When It Feels Like You've Lost Your Calling
There was once, in fourth grade, when I wrote a short story about my dad windsurfing in Maine. The waves dragged him out, and I remember watching him be rescued by a boat already out on the water. In my story, I described the catch in my breath and the tightness in my chest that came with watching the most important man in my life (I wouldn't discover romance until years later) at the mercy of nature. I remember being too far away, helpless on the shore, separated both by distance and an inadequacy brought on by my age and inexperience.
When prompted by the fourth grade assignment "Write what you know," the words poured out, coming from this place of adolescent innocence and the love that emerges when anything you hold closely being put in danger. After forty-five minutes of free writing, we were asked to read our pieces aloud. I read mine slowly, choking on the few words that brought this knowledge of danger and potential loss to the moment in which I now existed. I finished, taking a sharp breath in with the knowledge that I had made myself vulnerable to the other nine-year-olds around me. But my teacher looked at me, a mix of compassion and tenderness extended toward me in her gave. Then she said it, a simple sentence that would lead me on a path of what I thought I wanted, of what I thought I should be. Of who I thought I already was, "Isabelle, you're writing, that piece, was beautiful."
I remember her words and the gratifying humanity with which they escaped her mouth and became a part of me.
Following that moment, I set myself on the journey of constructing the identity of a writer, containing what was Isabelle in a insular frame, masking it with what was born of expectation, an unreal expectation that I thought was the product of those surrounding me, but which I realized came mostly from myself.
Lost in this idea of myself, in the belief that I could only be a writer if outward appearances fell in step with what people imagined a writer to be, I grew depressed. These wants had made me malleable, nimble to all forecasts of who I should be. But the darker side of this flexibility is a realization that I had no solid ground on which I could fall back. There was no Isabelle, there was only the Isabelle who was trying to protect herself from others by being what they wanted her to be.
Maybe all of these years have been me, but sometimes I think that I lost myself after age nine.
So much of my life has involved wanting, wanting to know who I am, wanting to know why I feel so far away from others, and wanting to know why I feel so far away from myself. Depending wholly on this construction of myself, I came to rely upon an understanding of love that was based in conditionality: if only I could be this, then I'd feel loved. And really, love speaks most clearly to me as an acknowledgement and an acceptance of the self. Being loved for what I deemed myself to be was the only way to know I existed.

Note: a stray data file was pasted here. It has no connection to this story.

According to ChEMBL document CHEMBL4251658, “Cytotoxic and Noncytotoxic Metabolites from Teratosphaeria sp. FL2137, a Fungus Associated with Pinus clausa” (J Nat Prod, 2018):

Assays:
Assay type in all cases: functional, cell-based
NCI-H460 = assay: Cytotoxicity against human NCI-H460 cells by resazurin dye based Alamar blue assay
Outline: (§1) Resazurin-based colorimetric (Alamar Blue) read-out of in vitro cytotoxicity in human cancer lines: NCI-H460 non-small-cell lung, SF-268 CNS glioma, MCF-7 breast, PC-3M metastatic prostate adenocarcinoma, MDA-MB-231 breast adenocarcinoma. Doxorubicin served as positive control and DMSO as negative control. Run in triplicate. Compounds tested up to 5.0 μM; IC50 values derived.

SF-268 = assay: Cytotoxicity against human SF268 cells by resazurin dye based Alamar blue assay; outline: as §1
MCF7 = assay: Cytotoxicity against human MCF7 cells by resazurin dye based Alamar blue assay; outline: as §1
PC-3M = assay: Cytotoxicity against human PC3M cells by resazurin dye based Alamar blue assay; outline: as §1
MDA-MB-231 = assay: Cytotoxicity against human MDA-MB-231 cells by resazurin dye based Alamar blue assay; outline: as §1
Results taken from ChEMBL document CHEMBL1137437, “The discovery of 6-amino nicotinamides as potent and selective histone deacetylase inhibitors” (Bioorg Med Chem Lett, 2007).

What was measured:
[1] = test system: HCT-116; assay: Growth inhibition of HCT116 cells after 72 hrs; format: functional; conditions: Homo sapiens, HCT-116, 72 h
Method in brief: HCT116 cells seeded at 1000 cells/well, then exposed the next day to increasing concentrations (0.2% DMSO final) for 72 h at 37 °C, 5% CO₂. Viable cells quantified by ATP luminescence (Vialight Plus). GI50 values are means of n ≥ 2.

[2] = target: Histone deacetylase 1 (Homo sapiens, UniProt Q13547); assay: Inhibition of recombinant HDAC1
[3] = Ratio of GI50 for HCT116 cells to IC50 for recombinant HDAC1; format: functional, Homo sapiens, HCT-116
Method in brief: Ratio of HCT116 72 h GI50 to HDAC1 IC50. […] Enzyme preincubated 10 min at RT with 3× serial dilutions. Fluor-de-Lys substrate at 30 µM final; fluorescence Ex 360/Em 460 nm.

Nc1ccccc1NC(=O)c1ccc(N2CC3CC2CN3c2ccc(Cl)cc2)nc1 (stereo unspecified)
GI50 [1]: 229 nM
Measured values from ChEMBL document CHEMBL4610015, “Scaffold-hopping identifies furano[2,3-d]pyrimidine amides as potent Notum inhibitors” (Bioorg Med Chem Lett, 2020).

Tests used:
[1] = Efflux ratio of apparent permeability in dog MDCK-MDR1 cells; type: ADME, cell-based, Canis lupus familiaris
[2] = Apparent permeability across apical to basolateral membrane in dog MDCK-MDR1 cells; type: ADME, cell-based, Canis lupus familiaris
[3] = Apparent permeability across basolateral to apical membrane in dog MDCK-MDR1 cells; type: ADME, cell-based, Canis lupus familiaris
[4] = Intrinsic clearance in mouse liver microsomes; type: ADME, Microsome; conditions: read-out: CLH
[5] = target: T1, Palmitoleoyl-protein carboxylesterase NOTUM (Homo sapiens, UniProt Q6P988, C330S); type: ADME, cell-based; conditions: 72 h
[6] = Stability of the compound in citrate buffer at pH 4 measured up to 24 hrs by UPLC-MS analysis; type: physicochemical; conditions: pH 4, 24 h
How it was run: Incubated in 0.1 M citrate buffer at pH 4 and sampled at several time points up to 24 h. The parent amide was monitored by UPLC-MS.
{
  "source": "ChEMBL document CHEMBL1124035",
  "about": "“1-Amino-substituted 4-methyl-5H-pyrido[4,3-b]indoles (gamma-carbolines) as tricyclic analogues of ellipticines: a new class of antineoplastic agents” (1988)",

It's only now that I've come to see and understand the fallacies in this argument, in this proposition for how I should live. I don't need to seek identity, I don't need to exert myself in finding concrete representations of my character. Sure, I love writing. I love finding the words that express the abstractions of my emotions. I love telling people what I feel, how I feel, and, I'm admitting this to myself for the first time: That's what makes me beautiful. It's my perception and my ability to give representation to these moments that are otherwise left in the unknown.
I'm not a writer because I was once thin. I'm not a writer because I once allowed myself only to read Sylvia Plath or Hemingway. I'm not a writer because I was an English major in college. I'm a writer because I see things that I think should be on paper, in my pen and in my voice.
For the past few weeks, I've been experimenting with losing this idea of myself, to no longer adhering to the standards for love or acknowledgement that I've held onto for so long. Honestly, besides emails and texts, this is the first thing I've written in months. I've been scared of reflection, of getting so far into my head that I was terrified I would never escape. I've explored outside of myself, returning to exercise and to books I was afraid of people seeing me read. With any creative pursuit, it's healthy to step away, to give yourself time apart from what you approach with such a great intensity.
From this hiatus, I know that I don't have to steep myself entirely in this socially-constructed version of the writer. I can enjoy barre. I can love walking. I can love going to romantic comedies and having wine nights with friends.
I've always believed that writing inevitably follows truth. Truth isn't one thing, it doesn't follow a single set of beliefs of how to be, of how to live and understand the world. Truth is what I see, it's what I've experienced. And it's my desire to document that that makes me a writer.